Banks Should Prepare for CFPB Inquiries in Regards to Overdraft Practices and Fees
CFPB Says Such Fees, When Unanticipated by Consumers, May Be Abusive and Unfair in Violation of the Consumer Financial Protection Act
- The Consumer Financial Protection Bureau (CFPB) in September 2022 entered into a consent order against a large national bank, finding the bank's overdraft fees practices to be unfair and abusive in violation of the Consumer Financial Protection Act (CFPA).
- The CFPB subsequently issued Consumer Financial Protection Circular 2022-06 addressing "unanticipated" overdraft fee assessment practices and how such practices may violate the CFPA’s prohibitions against unfair, deceptive or abusive acts and practices.
- The CFPB has issued letters to banks demanding they eliminate such practices or anticipate the commencement of actions to enforce compliance with the CFPA.
- Banks should examine their policies, procedures and adequacy of disclosures regarding the imposition of overdraft fees, take measures to ensure that consumers fully understand and agree to these policies and practices, or consider eliminating overdraft fees altogether.
In September 2022, the Consumer Financial Protection Bureau (CFPB) entered into a consent order against a large national bank for charging unfair and abusive overdraft fees. In support of its action, the Bureau noted that many of the bank’s customers did not understand the bank’s overdraft practices or how to reasonably avoid incurring overdraft fees. Specifically, the Bureau took issue with overdraft fees charged to customers on certain transactions (ATM withdrawals and debit card purchases) that had sufficient account balances at the times the transactions were initiated by the customer and authorized by the bank but were insufficient at the time of settlement (often known as "authorize positive, settle negative" or "APSN" transactions).
Then, in October 2022, the Bureau issued Consumer Financial Protection Circular 2022-06 to provide formal guidance on the matter, announcing that "financial institutions have created serious obstacles to consumers making informed decisions about their use of overdraft services." As a result, and as part of the CFPB's "junk fee initiative," the Bureau concluded that overdraft fees occurring on APSN (and other transactions that consumers would not reasonably expect to give rise to such fees) are likely unfair and abusive in violation of the consumer protection laws. 1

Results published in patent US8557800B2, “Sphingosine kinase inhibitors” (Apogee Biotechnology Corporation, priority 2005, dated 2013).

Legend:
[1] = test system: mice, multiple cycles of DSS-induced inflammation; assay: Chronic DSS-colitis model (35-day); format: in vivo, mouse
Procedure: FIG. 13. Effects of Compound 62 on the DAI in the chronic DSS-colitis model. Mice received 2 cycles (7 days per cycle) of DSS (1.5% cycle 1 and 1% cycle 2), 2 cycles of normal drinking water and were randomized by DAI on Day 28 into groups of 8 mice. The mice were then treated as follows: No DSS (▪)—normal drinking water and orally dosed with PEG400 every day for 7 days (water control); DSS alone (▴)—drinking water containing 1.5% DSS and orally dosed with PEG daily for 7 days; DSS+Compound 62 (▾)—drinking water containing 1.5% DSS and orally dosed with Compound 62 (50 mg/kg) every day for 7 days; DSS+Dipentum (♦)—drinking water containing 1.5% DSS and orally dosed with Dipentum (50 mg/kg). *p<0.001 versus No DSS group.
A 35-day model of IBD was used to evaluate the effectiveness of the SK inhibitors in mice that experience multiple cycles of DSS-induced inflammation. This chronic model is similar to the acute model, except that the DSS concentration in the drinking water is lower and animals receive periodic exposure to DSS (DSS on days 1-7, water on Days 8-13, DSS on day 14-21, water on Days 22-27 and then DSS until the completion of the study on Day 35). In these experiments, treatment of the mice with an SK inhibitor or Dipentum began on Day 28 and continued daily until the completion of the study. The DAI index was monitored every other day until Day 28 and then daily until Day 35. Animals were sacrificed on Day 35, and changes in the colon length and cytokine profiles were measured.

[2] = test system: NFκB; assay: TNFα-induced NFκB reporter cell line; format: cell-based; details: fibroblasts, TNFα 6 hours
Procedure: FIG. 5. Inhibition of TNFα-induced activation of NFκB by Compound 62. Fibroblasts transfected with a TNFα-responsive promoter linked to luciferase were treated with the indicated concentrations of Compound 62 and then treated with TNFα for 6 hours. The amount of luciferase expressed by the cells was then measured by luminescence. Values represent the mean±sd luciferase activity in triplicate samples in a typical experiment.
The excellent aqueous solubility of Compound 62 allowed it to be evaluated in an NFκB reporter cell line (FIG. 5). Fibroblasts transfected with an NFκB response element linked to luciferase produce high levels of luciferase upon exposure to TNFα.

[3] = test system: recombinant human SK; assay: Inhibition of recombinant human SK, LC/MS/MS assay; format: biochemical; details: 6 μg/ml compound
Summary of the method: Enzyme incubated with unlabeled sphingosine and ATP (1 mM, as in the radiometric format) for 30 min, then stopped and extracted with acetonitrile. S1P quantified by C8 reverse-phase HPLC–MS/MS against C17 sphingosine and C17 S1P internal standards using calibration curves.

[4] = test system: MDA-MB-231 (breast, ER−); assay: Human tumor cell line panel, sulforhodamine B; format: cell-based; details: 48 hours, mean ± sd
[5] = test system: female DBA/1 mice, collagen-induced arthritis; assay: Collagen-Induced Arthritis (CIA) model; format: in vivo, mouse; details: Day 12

This position was likely premised upon a CFPB study showing that overdraft and non-sufficient funds (NSF) revenue was estimated to be $15.47 billion in 2019. Three large national banks brought in 44 percent of the total revenue among banks with assets over $1 billion. The CFPB found that although regional and smaller banks received lower total revenues from overdraft charges, consumers were similarly impacted. In addition, the CFPB condemned many banks’ practice of charging overdraft fees during the COVID-19 pandemic.
In light of the CFPB's position and the unpopularity of overdraft fees among consumers, certain banks — large and small — have recently decided to eliminate overdraft fees altogether. Nevertheless, it is important to note that the courts have held that overdraft fees, when accompanied by clear and complete disclosures and knowingly agreed to by the customers, are legal and may be collected.2 As we have seen under the CFPB’s current leadership, however, the Bureau continues to take aggressive positions in the name of consumer protection despite conflicting legislative and judicial authorities.